The Iron Town Harley-Davidson dealership is at 1925 S.
Moorland Road, New Berlin.
BERLIN — Iron Town, the New Berlin Harley-Davidson
dealership and its partner motorcycle shop in
Janesville, are defendants in a federal lawsuit that
demands a total of $6.3 million in delinquent debts and
asks merchandise sales from the businesses be stopped to
prevent more losses to Harley-Davidson Credit Corp., a
A federal judge has stayed the motion to stop sales but
ordered that merchandise only be sold if the agency is
notified of sales and sent what is due to repay any
A hearing is pending possibly later this week on the
request by Harley-Davidson Credit Corp. to stop all
sales at both stores.
The lawsuit filed in the U.S. District Court of Western
Wisconsin by Harley’s credit division claimed the
dealerships were in breach of contract for selling
motorcycles and not reimbursing the credit agency.
Eric and Sara Pomeroy with mailing addresses in Florida
own the dealerships, the lawsuit said. Neither of the
Pomeroys could be reached for comment.
In addition, the lawsuit claims fraud was committed
because the agency was repeatedly told that payments had
been sent but actually were never made.
As proof of fraud allegations, the lawsuit claims the
agency was provided a receipt of a wire transfer that
never was made.
The credit agency claims Iron Town owes $3.7 million and
the Janesville shop owes $2.6 million.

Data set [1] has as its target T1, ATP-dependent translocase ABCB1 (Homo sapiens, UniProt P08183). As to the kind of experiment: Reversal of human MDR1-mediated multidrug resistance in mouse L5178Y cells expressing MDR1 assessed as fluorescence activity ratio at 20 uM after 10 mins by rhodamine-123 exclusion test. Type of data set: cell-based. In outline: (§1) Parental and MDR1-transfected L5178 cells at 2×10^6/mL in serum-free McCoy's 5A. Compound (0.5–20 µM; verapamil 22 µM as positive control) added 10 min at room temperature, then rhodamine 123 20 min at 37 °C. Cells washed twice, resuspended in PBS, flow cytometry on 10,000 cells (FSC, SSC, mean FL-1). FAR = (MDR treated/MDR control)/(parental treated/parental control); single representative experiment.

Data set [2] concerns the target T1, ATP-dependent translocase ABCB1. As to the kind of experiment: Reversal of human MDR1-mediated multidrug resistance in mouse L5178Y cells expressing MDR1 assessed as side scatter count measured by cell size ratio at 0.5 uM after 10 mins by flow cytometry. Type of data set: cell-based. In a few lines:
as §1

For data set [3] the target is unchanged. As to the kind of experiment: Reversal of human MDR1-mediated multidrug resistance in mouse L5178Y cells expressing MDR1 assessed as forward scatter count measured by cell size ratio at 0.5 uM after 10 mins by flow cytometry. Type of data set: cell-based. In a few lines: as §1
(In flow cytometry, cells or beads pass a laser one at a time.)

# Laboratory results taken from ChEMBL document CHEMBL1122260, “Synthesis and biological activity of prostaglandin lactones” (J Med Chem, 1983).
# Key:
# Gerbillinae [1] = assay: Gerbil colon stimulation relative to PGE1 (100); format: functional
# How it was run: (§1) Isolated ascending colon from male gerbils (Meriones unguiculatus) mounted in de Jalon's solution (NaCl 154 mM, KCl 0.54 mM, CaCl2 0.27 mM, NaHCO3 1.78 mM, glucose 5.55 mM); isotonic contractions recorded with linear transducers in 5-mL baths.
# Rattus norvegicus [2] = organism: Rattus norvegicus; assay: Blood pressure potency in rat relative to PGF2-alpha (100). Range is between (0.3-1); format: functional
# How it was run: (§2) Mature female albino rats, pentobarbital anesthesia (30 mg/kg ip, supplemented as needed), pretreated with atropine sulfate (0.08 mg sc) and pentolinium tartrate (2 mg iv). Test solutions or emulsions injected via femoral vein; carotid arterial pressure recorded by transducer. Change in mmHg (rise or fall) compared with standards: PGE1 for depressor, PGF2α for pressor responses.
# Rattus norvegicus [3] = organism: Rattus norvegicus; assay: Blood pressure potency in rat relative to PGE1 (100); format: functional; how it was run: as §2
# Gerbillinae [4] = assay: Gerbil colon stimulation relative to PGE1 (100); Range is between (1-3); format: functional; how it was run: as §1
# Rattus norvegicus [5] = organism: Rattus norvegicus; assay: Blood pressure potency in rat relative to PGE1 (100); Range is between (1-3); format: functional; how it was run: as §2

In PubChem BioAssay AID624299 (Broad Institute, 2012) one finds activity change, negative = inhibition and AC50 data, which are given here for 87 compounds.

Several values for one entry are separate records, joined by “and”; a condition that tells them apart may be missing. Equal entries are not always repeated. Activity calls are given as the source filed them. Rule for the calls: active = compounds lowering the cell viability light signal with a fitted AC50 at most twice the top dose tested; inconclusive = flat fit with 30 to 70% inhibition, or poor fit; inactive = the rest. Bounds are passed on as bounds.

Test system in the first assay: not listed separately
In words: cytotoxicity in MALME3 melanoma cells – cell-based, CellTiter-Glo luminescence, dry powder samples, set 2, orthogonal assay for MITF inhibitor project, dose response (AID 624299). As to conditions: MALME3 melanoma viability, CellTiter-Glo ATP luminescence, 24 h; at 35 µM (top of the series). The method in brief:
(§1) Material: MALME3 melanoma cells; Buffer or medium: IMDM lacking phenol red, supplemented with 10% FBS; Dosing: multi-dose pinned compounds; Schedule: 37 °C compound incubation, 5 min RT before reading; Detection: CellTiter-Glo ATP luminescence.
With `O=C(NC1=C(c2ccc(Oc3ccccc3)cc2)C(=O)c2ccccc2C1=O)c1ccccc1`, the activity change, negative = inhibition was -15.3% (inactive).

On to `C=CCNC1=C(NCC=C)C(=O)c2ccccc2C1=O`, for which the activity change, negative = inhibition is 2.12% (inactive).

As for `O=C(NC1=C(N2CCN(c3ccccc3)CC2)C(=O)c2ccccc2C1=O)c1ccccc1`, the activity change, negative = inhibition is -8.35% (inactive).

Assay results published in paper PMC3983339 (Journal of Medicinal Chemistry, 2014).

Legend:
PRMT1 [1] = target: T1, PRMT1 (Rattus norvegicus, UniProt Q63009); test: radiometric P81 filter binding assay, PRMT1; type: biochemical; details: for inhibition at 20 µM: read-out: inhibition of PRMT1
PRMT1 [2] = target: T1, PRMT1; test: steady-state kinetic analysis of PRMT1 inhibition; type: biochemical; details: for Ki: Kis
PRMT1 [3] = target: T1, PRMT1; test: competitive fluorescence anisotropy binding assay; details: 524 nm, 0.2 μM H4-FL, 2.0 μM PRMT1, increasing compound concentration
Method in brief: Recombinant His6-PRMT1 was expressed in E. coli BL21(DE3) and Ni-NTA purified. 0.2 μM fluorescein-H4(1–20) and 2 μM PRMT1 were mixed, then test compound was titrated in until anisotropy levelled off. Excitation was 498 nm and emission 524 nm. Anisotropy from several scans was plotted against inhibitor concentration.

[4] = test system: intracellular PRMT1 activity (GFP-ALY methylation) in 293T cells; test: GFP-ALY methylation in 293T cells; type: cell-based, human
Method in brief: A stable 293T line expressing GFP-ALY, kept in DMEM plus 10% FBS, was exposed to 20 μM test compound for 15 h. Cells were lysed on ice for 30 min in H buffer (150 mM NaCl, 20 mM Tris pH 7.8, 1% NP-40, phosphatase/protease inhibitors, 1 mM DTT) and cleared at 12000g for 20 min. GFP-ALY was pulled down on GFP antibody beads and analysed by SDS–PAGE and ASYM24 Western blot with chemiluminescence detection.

Harley-Davidson extended credit to JHD Holding Inc. for
its Janesville dealership and to H2D for the New Berlin
business at 1925 Moorland Blvd. The location was
formerly Hal’s Harley-Davidson.
The credit enabled both dealerships to purchase goods
and services, which included motorcycles.
“The most significant risk in inventory financing is
that the dealer borrower will sell the collateral at
retail and then wrongfully retain the proceeds that
should have been remitted to the floorplan lender
without informing the lender of the sale,” according to
a court document. “The floorplan lender’s main
protection is therefore the trust and integrity of the
Sales alleged without reimbursing credit
Last fall, the credit agency found that the New Berlin
dealership had sold $87,000 in merchandise without
reimbursing the agency. Other Iron Town’s past due debts
amount to $115,500. The agency in a letter to Iron Town
demanded reimbursement for the loan, according to the
Also last fall, the credit agency discovered that the
Janesville shop had sold inventory in excess of $281,000
without reimbursing the agency. It owed an additional
$457,000 in past due debts.
Some payment notes were returned for nonsufficient
funds, according to the lawsuit.
In January, Eric Pomeroy on behalf of both dealerships
told the agency that wire transfers would be sent to
cover the nonsufficient funds. The wire transfers never
arrived, according to the lawsuit.
Pomeroy told the credit agency that the New Berlin
dealership owed $994,000 and the Janesville business
owed $536,000. He agreed to make weekly payments of
$80,000 and $50,000 on the debts but only one payment
was made, the lawsuit said.
Audits early and late last month of both dealerships
found that dozens of additional motorcycles were again
sold without reimbursing the lender, prompting the
lawsuit, according to court documents.